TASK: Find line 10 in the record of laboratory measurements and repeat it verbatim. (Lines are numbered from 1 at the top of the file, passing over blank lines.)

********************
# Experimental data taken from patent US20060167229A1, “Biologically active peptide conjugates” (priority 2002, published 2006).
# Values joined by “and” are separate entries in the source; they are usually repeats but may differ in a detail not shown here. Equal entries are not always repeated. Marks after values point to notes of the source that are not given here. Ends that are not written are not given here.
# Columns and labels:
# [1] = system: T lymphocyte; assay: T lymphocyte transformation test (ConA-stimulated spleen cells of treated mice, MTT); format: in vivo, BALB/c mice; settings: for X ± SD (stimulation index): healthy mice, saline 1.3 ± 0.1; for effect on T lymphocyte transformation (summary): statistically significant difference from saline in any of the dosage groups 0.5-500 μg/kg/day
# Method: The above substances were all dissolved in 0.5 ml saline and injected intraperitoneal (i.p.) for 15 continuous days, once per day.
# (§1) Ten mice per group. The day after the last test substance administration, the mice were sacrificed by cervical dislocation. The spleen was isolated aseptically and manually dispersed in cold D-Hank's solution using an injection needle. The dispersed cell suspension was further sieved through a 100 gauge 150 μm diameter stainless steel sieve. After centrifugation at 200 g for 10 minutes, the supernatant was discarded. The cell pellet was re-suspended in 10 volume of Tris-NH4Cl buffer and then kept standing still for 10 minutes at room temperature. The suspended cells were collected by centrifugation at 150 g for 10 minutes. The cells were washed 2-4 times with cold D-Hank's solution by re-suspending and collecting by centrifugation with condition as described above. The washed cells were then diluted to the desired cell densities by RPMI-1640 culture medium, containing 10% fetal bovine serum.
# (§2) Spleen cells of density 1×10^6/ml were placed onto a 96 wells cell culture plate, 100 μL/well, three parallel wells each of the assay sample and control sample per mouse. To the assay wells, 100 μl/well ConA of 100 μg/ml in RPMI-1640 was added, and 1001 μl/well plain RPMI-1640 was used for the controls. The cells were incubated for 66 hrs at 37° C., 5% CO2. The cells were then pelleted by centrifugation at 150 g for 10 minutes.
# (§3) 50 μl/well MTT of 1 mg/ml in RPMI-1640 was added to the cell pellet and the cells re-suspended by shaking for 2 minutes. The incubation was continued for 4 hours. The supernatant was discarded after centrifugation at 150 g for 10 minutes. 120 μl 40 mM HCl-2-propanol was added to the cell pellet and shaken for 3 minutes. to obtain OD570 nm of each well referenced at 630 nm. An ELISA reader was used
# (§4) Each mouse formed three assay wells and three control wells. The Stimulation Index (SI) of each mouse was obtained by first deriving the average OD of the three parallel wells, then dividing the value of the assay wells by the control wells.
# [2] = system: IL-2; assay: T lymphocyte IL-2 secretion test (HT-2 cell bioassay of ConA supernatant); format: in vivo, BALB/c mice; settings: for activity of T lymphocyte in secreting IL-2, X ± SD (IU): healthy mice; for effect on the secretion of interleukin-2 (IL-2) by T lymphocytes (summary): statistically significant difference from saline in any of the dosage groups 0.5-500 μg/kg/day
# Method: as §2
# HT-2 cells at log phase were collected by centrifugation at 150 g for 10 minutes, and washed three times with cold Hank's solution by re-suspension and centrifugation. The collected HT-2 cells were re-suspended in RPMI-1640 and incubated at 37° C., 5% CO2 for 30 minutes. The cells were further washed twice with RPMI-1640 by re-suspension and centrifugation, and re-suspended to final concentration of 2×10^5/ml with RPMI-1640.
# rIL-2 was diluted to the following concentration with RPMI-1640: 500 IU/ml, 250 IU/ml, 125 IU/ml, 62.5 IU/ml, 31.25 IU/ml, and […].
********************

# [2] = system: IL-2; assay: T lymphocyte IL-2 secretion test (HT-2 cell bioassay of ConA supernatant); format: in vivo, BALB/c mice; settings: for activity of T lymphocyte in secreting IL-2, X ± SD (IU): healthy mice; for effect on the secretion of interleukin-2 (IL-2) by T lymphocytes (summary): statistically significant difference from saline in any of the dosage groups 0.5-500 μg/kg/day